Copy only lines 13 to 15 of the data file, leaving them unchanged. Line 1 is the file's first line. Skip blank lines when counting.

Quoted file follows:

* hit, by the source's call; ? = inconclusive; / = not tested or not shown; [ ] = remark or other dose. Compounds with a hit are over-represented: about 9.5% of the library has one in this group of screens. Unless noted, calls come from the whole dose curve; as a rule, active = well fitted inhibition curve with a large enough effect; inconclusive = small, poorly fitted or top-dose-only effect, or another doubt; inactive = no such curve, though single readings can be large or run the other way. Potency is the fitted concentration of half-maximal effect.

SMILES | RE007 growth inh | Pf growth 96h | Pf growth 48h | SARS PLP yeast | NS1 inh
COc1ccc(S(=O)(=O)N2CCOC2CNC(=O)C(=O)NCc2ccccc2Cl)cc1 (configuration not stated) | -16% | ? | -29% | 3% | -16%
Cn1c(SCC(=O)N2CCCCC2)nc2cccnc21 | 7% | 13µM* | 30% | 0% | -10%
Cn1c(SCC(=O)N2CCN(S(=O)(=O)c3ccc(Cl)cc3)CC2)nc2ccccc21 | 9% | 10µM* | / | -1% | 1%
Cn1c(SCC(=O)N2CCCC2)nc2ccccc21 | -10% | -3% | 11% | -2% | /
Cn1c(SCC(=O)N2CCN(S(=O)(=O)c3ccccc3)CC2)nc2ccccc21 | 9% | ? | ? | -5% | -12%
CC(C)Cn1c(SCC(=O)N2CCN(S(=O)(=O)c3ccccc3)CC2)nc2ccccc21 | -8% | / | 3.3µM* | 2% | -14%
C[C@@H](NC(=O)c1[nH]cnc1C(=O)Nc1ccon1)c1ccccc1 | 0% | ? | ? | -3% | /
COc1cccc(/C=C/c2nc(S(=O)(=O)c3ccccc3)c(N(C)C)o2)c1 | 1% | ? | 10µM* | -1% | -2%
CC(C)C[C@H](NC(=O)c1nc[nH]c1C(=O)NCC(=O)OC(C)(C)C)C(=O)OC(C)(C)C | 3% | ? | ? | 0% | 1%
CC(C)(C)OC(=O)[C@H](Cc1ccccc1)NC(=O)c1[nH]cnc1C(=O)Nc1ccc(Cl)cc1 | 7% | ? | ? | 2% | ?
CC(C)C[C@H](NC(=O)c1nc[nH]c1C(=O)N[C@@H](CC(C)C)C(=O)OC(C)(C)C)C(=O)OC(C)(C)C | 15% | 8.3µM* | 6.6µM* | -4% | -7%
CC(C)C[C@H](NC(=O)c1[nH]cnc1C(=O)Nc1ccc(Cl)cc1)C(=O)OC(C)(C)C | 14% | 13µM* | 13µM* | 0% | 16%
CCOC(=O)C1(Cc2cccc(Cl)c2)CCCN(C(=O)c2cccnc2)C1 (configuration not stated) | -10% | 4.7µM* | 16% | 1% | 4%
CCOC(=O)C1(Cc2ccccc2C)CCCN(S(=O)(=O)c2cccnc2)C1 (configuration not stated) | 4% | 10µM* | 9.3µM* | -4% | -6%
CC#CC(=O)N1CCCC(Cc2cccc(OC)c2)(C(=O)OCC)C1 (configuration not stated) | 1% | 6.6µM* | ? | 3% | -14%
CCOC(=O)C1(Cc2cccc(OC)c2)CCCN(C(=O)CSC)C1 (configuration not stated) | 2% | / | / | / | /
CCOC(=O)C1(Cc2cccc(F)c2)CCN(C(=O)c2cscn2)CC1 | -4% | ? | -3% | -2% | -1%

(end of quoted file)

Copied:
CC(C)C[C@H](NC(=O)c1nc[nH]c1C(=O)N[C@@H](CC(C)C)C(=O)OC(C)(C)C)C(=O)OC(C)(C)C | 15% | 8.3µM* | 6.6µM* | -4% | -7%
CC(C)C[C@H](NC(=O)c1[nH]cnc1C(=O)Nc1ccc(Cl)cc1)C(=O)OC(C)(C)C | 14% | 13µM* | 13µM* | 0% | 16%
CCOC(=O)C1(Cc2cccc(Cl)c2)CCCN(C(=O)c2cccnc2)C1 (configuration not stated) | -10% | 4.7µM* | 16% | 1% | 4%